With World Backup Day having just passed on 31Mar, I thought it would be a good time do write a little about backup. In N.Ireland, there have been a few high profile cases of photographers having had images stolen. We also rely on hard-disks so heavily now – and in my experience you tend to have a hard disk failure at least once every few years.
So here is the system I have developed for backup – its not the only way to do it but it works for me…
1. Don’t use large memory cards
Memory cards are pretty reliable these days – but every now and then one becomes corrupt or fails. If you are using a very large card, that could spell disaster for an entire wedding. I use cards no larger than 4GB. That stores 200-300 pictures. So if one fails it would be bad, but not a total loss.
Over the years I’ve also been advised to:
– Always format the card before use (don’t just delete the files).
– Don’t delete images in camera – just leave them on there
– Only use good quality, branded cards (I use Sandisk)
2. Backup at the wedding
Most professional cameras now have 2 card slots. I have my second slot set to backup. I have my 4gb card in slot 1 and a 16Gb card in Slot 2 backing up the RAW files. Its actually really handy when you come to upload the photographs to the computer – as you can use the one backup card. If your camera doesn’t have two slots, you can get a storage unit such as an Epson P3000.
3. After the wedding – use a RAID system
After the wedding, backup to a good RAID or similar system. These systems usually have a number of hard-disks, and if one fails automatically keep the data safe on the other drives. Personally, I have a DROBO system. Its got 4 x1.5TB hard disks. Its fairly expensive – but worth it for the peace of mind. If you can’t afford a RAID system, then make sure the images are on two separate drives.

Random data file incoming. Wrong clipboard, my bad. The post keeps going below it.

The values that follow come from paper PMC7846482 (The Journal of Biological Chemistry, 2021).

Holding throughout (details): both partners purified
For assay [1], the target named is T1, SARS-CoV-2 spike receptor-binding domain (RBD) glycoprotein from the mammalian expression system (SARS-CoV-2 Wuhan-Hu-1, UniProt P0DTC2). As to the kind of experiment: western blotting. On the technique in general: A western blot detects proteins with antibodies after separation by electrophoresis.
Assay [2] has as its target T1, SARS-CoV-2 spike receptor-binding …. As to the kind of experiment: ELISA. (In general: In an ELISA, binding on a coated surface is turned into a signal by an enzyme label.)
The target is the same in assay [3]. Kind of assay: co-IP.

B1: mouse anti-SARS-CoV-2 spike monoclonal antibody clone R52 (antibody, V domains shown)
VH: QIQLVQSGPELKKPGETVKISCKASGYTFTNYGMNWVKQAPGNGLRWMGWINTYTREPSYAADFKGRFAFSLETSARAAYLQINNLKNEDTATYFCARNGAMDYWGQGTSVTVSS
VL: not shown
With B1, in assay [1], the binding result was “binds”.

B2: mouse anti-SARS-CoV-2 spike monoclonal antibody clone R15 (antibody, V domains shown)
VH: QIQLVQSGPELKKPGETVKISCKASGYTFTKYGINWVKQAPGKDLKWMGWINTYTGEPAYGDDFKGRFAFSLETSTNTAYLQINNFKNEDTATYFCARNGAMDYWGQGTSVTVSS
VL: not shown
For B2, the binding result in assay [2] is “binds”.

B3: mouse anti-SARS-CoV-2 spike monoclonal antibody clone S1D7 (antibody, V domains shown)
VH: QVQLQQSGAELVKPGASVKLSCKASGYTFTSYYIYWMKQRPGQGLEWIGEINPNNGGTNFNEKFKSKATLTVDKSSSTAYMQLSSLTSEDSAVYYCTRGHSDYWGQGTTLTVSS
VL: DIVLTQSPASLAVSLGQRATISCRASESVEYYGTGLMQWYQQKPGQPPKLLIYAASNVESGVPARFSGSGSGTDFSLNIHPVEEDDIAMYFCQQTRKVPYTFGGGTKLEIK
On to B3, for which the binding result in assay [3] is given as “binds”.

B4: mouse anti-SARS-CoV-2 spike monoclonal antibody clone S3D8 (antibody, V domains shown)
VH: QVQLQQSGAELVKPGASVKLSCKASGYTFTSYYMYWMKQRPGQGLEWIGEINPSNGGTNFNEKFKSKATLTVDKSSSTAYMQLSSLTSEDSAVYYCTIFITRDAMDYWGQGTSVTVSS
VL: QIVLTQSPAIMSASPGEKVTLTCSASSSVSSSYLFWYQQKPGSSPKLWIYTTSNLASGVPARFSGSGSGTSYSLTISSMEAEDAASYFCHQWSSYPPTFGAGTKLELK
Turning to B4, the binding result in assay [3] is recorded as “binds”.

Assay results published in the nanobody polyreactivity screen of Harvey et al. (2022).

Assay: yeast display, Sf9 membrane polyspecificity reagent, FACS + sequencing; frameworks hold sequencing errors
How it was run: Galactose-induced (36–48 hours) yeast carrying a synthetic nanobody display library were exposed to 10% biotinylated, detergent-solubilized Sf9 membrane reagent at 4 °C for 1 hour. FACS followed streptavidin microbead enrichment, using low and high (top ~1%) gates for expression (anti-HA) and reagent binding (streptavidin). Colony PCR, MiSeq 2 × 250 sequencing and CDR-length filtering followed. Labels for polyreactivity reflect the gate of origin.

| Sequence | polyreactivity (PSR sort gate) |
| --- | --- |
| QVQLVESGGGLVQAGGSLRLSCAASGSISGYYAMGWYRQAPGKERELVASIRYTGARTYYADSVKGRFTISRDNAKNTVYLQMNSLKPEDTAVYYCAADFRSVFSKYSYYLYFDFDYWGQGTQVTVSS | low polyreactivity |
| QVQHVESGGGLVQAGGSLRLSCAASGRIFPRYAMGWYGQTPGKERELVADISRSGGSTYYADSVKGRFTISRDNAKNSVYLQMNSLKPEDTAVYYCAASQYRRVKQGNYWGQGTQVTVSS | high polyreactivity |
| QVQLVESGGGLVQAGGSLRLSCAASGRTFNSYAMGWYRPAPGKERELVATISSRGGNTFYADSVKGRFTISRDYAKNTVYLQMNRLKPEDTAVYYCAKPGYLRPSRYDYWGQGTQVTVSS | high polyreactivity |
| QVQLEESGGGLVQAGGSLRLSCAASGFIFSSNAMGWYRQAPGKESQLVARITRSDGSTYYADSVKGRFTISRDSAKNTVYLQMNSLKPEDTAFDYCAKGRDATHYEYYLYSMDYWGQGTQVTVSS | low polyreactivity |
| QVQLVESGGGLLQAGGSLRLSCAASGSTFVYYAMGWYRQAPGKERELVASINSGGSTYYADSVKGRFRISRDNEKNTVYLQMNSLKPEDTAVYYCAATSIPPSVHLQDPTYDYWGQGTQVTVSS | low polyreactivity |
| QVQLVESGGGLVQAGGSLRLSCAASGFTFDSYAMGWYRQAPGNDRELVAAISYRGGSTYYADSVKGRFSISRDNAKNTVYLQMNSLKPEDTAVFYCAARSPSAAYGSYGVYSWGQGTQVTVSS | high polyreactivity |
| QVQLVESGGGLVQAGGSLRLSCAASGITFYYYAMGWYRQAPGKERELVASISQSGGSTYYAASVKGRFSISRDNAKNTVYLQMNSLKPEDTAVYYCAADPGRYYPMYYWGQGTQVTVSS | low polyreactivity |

4. Always have an off-site backup
You can have all the systems you want, but if your stuff is stolen or in a fire, you’ve got to have an off-site backup. I have a 2tb drive for each year – and I keep a copy of everything on them. I use a piece of software called chronoSync to keep everything up-to-date – it’s as simple as plug ‘n play. I then keep these backup hard-disks in a good Pele case – which stays in my house or car. I do the sync after each wedding, which in my case is about once a week.
Not all information is as important as wedding photographs. I have lots of other information such as price lists which I simply backup using Apple’s Time Machine. You could also use an online backup service for these files ( I sometimes use Mozy ) if the files aren’t too large and your broadband is decent. Conclusion I find backup and storage to be expensive. It doesn’t have to be – you could as easily burn multiple DVD copies. But as you get busier, the time involved in manual systems becomes a nuisance. Good backup offers peace of mind – and ensures your customer’s precious photographs stay safe and secure.
P.S…. and for the doomsday scenario, make sure you have good professional indemnity insurance. You should never need it, but its worth having.
Category: Photographer Tips